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Employee’s Dismissal while Entitled to Long Term Disability Benefits was in Breach of an Implied Term

In the recent case of Awan v ICTS [2018] the Employment Appeal Tribunal (“EAT”) held that a term may be implied into a contract of employment stating that an employer will not dismiss an employee for incapability if it would thwart entitlement to long-term disability benefits.

Mr Awan worked for American Airlines as a security agent at Heathrow Airport. Under his contract of employment, he was entitled to the benefit of an insured long-term disability benefit plan (also known as a permanent health insurance clause). The terms of the plan stated that the benefits would terminate in the event the employee was no longer in employment.

In October 2012, Mr Awan was signed off sick with depression. His employment was then transferred from American Airlines to ICTS UK Ltd (“ICTS”) under the Transfer of Undertakings (Protection of Employment) Regulations 2006 (“TUPE”) after American Airlines outsourced its security department. This meant that the employer’s obligations under the disability benefit plan also transferred under TUPE.

Mr Awan was then dismissed on account of capability. He brought a claim to the employment tribunal that his dismissal whilst entitled to long-term disability benefits was unfair and constituted discrimination arising from disability.

At first instance, the employment tribunal found that ICTS was contractually obliged to pay Mr Awan long-term disability benefits while he remained employed. However, there was no implied term in his contract preventing ICTS from dismissing him for incapability while he was entitled to receive such benefits. It relied on the express term in the contract allowing ICTS to terminate the contract on notice and reasoned that an implied term cannot contradict or restrict an express term of a contract. The tribunal therefore held that the dismissal was fair and a proportionate means of achieving a legitimate aim so there was no unlawful discrimination arising from disability.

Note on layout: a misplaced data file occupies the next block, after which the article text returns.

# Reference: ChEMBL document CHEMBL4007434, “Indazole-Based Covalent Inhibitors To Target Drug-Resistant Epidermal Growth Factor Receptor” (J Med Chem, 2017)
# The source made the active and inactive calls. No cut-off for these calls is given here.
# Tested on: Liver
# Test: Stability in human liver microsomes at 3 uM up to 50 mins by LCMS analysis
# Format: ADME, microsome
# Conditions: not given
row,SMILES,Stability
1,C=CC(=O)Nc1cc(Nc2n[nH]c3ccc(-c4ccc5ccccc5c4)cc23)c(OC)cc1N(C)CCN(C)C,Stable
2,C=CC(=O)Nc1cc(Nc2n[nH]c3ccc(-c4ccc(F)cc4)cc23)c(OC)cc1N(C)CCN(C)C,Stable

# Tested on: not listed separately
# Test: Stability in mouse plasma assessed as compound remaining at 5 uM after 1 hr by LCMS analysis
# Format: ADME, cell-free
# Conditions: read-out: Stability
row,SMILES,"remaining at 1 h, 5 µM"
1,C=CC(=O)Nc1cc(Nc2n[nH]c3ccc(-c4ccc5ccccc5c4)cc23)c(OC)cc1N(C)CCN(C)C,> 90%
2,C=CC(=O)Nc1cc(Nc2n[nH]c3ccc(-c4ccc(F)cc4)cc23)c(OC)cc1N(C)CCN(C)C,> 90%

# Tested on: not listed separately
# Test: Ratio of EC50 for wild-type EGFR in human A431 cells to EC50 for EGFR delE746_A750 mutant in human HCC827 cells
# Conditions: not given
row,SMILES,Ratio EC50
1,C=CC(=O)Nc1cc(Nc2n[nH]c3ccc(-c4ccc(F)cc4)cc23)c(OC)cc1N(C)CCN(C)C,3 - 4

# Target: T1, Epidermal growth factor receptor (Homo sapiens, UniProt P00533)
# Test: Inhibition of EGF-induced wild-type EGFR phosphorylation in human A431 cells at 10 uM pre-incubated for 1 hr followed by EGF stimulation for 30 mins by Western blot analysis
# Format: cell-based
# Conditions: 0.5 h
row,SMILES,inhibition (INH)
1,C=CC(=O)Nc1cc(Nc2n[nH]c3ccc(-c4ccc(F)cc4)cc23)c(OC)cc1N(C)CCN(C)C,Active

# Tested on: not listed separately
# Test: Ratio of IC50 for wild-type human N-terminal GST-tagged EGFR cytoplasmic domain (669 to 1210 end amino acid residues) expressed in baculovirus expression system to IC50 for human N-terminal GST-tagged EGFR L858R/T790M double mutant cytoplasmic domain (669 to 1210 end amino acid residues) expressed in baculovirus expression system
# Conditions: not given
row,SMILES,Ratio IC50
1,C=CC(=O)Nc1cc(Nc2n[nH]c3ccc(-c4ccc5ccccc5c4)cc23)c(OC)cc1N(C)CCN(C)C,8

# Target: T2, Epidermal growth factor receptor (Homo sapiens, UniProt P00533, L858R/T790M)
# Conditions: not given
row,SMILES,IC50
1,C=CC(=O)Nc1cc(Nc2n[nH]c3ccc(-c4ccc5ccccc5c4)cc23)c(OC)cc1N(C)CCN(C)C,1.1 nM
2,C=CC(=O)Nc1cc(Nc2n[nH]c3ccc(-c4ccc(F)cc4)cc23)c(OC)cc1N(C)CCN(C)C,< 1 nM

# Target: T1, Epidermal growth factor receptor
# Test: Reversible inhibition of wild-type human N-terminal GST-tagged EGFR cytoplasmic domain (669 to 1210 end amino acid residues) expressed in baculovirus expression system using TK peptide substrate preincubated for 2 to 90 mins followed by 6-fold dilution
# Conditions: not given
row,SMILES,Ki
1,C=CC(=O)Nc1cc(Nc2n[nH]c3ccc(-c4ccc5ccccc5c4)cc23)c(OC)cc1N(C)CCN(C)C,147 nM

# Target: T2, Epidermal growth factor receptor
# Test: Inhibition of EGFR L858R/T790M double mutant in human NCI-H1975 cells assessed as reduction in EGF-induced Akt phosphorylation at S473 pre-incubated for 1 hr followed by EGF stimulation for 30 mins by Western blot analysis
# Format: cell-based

Mr Awan appealed to the EAT. The EAT allowed the appeal and held that in dismissing Mr Awan, ICTS had acted in breach of an implied term of the contract.

The EAT found that on a proper construction of Mr Awan’s contract of employment, a term should be implied that “once the employee has become entitled to payment of disability income due under the long-term disability plan, the employer will not dismiss him on the grounds of his continuing incapacity to work.” The term operated to restrict the express contractual right to terminate Mr Awan on notice if it would frustrate the contractual entitlement to long term disability benefits.

The issues of whether the dismissal was unfair or amounted to discrimination arising from disability were remitted to the tribunal.

This case highlights the difficulties of permanent health insurance clauses entitling employees to long-term disability benefit plans. When drafting such clauses, employers should ensure that the termination clause specifically includes the right to terminate for incapacity notwithstanding the benefits clause, albeit that this might not be enforceable following Awan v ICTS.

This bulletin is for general guidance purposes only and should not be used for any other purpose.

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